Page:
Section 114: Typhus Deaths—Origin of Horror Images in Bergen-Belsen—No Gas Chambers
The Bergen-Belsen camp in northwestern Germany was originally a prisoner of war camp named Stalag XI-C.
It was “converted” into a concentration camp in 1943 on the orders of SS Reichsführer Heinrich Himmler as a part of a program to exchange Jews for German POWs held by the Allies (Ben Shephard, After Daybreak—The Liberation of Belsen, 1945, London, Random House, 2006).
The camp was liberated by the British army on April 15, 1945. Mainly because a large Western media contingent accompanied the British soldiers, and thereby had immediate access to the entire camp, it has never been claimed that there was a “gas chamber” at Bergen-Belsen.
Nonetheless, the pictures of piles of emaciated bodies and mass graves taken at Bergen-Belsen have come to symbolize the entire Holocaust, and more often than not the horrific images are presented as “victims of the Nazi genocide” and, by implication, the “gas chambers.” As shocking as the images are, they are not evidence of any mass extermination policy.
The reason for the large number of deaths was simply that a typhus epidemic had erupted in the camp during the closing months of the war, and the Allied bombing of the German infrastructure had made it impossible to bring up sufficient supplies—including Zyklon-B, which was used to delouse clothing and kill the typhus-carrying lice—to combat the disease and to keep the prisoners properly fed.
As the British army approached Bergen-Belsen, the Germans negotiated a truce and exclusion zone around the camp to prevent the spread of epidemic typhus.
The British were forced to implement a strict regime at the camp to stop the disease spreading, and measures taken even included the stationing of armed guards under typhus warning signs at the gates.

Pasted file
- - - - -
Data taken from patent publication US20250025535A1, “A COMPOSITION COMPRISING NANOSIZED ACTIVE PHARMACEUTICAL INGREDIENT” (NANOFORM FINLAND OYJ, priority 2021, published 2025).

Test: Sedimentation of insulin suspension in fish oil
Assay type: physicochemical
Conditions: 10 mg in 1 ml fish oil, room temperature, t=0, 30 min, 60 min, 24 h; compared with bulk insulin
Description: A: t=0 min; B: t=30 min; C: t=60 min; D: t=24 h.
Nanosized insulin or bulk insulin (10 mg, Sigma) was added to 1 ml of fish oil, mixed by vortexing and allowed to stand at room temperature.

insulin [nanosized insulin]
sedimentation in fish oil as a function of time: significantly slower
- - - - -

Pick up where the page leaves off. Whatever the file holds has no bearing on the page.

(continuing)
Below: A British solder stands guard outside the Belsen camp after liberation. The warning sign is for visiting Allied soldiers not to drive too fast for fear of spreading typhus in the dust.
According to camp records, some 35,000 inmates died of the disease from January to April 1945, and when the British entered the camp, some 13,000 bodies still lay unburied. It is these corpses which were photographed being buried and bulldozed into mass graves, which have now become etched in the public mind as the “Holocaust.” Some 55,000 other inmates were however saved and removed after being deloused.
Below: Allied soldiers supervise a mass burial at Bergen-Belsen. Horror scenes like these awaited the camp’s liberators, and these images have come to exemplify the Holocaust. As terrible and as tragic as they were, the truth is that these unfortunate people died of the typhus epidemic which swept through many of the camps during the last months of the war, and not from any mass murder or genocide program. Zyklon-B, which had been used as a delousing agent, had been in short supply due to the Allied aerial bombardment of Germany’s infrastructure. It is thus doubly ironic that the German inability to supply Zyklon-B delousing chemicals to Bergen-Belsen contributed to the typhus epidemic which caused these nightmarish scenes.
The typhus epidemic was so bad that once the prisoners had been washed and deloused (by German doctors under Allied supervision), the entire camp was then burned to the ground by flamethrowers mounted on British army Bren carriers to kill the last of the lice.
Below: The lice-born typhus epidemic at Bergen-Belsen proved too much for even the British occupiers, and eventually the entire camp was ordered destroyed to end the disease. A British flame thrower is employed to set fire to the buildings, and below that, British army personnel watch the camp burn.
Bergen-Belsen is thus a supreme and awful irony.
The lice infestation grew out of control because the Germans were unable to ship enough Zyklon-B to the camp because of Allied bombing.
The large number of deaths at Bergen-Belsen are therefore attributable to the lack of Zyklon-B at the camp—something which turns the entire “extermination” legend on its head.